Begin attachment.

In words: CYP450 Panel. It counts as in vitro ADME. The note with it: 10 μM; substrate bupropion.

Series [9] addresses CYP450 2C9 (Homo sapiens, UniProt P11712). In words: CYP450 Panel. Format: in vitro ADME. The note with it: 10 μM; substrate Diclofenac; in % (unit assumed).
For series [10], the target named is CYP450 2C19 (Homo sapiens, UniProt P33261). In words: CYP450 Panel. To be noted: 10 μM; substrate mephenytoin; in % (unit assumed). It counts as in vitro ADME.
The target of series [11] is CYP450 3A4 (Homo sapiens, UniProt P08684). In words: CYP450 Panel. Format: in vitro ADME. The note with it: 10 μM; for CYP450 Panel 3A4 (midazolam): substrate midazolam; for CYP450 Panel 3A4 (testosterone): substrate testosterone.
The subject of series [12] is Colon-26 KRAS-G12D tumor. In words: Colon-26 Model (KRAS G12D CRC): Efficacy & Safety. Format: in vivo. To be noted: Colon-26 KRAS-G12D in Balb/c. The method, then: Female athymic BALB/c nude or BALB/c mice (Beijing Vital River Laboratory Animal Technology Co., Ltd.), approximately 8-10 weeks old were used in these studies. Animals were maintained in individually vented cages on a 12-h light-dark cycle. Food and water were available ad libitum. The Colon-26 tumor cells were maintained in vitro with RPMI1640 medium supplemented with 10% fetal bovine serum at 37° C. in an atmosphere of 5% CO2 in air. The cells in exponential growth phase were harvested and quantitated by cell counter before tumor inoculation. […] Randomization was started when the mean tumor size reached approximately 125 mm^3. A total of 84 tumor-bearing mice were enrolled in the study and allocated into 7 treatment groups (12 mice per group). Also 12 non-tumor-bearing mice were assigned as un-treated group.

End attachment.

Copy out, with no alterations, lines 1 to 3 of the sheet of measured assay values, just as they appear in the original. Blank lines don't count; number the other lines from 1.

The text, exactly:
In words: CYP450 Panel. It counts as in vitro ADME. The note with it: 10 μM; substrate bupropion.

Series [9] addresses CYP450 2C9 (Homo sapiens, UniProt P11712). In words: CYP450 Panel. Format: in vitro ADME. The note with it: 10 μM; substrate Diclofenac; in % (unit assumed).
For series [10], the target named is CYP450 2C19 (Homo sapiens, UniProt P33261). In words: CYP450 Panel. To be noted: 10 μM; substrate mephenytoin; in % (unit assumed). It counts as in vitro ADME.